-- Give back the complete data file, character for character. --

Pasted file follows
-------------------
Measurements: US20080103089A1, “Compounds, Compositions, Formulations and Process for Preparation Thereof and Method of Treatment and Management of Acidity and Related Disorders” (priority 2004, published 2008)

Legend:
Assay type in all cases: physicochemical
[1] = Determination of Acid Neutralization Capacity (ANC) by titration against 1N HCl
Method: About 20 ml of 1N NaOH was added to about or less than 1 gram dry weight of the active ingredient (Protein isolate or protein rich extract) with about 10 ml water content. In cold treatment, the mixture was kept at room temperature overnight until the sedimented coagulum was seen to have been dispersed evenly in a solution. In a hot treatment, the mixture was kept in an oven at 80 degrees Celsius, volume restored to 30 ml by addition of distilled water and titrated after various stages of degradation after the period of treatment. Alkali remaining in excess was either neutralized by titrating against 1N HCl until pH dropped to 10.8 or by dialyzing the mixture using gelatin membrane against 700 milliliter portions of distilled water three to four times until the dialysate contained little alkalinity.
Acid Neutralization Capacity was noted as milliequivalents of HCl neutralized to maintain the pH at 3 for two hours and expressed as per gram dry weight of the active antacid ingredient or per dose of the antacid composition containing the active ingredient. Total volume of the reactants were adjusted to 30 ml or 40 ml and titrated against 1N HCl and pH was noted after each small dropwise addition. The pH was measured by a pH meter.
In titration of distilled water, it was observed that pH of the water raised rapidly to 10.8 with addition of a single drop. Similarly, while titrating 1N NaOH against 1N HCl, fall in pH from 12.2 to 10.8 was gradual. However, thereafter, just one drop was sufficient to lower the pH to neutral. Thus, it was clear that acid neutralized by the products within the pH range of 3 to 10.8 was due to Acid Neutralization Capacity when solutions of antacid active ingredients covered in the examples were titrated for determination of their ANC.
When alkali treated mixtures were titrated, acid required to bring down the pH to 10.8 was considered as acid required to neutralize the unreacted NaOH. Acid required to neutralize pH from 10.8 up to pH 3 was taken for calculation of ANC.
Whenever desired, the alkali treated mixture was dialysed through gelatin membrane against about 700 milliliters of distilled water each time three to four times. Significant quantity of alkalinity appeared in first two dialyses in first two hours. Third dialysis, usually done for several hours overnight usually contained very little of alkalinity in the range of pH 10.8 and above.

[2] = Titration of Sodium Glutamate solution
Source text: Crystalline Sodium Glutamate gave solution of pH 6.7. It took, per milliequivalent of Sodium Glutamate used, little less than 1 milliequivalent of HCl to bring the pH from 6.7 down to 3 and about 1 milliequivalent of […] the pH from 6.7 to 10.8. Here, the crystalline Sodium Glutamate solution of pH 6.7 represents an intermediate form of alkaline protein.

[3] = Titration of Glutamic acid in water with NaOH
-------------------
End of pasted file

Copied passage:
Measurements: US20080103089A1, “Compounds, Compositions, Formulations and Process for Preparation Thereof and Method of Treatment and Management of Acidity and Related Disorders” (priority 2004, published 2008)

Legend:
Assay type in all cases: physicochemical
[1] = Determination of Acid Neutralization Capacity (ANC) by titration against 1N HCl
Method: About 20 ml of 1N NaOH was added to about or less than 1 gram dry weight of the active ingredient (Protein isolate or protein rich extract) with about 10 ml water content. In cold treatment, the mixture was kept at room temperature overnight until the sedimented coagulum was seen to have been dispersed evenly in a solution. In a hot treatment, the mixture was kept in an oven at 80 degrees Celsius, volume restored to 30 ml by addition of distilled water and titrated after various stages of degradation after the period of treatment. Alkali remaining in excess was either neutralized by titrating against 1N HCl until pH dropped to 10.8 or by dialyzing the mixture using gelatin membrane against 700 milliliter portions of distilled water three to four times until the dialysate contained little alkalinity.
Acid Neutralization Capacity was noted as milliequivalents of HCl neutralized to maintain the pH at 3 for two hours and expressed as per gram dry weight of the active antacid ingredient or per dose of the antacid composition containing the active ingredient. Total volume of the reactants were adjusted to 30 ml or 40 ml and titrated against 1N HCl and pH was noted after each small dropwise addition. The pH was measured by a pH meter.
In titration of distilled water, it was observed that pH of the water raised rapidly to 10.8 with addition of a single drop. Similarly, while titrating 1N NaOH against 1N HCl, fall in pH from 12.2 to 10.8 was gradual. However, thereafter, just one drop was sufficient to lower the pH to neutral. Thus, it was clear that acid neutralized by the products within the pH range of 3 to 10.8 was due to Acid Neutralization Capacity when solutions of antacid active ingredients covered in the examples were titrated for determination of their ANC.
When alkali treated mixtures were titrated, acid required to bring down the pH to 10.8 was considered as acid required to neutralize the unreacted NaOH. Acid required to neutralize pH from 10.8 up to pH 3 was taken for calculation of ANC.
Whenever desired, the alkali treated mixture was dialysed through gelatin membrane against about 700 milliliters of distilled water each time three to four times. Significant quantity of alkalinity appeared in first two dialyses in first two hours. Third dialysis, usually done for several hours overnight usually contained very little of alkalinity in the range of pH 10.8 and above.

[2] = Titration of Sodium Glutamate solution
Source text: Crystalline Sodium Glutamate gave solution of pH 6.7. It took, per milliequivalent of Sodium Glutamate used, little less than 1 milliequivalent of HCl to bring the pH from 6.7 down to 3 and about 1 milliequivalent of […] the pH from 6.7 to 10.8. Here, the crystalline Sodium Glutamate solution of pH 6.7 represents an intermediate form of alkaline protein.

[3] = Titration of Glutamic acid in water with NaOH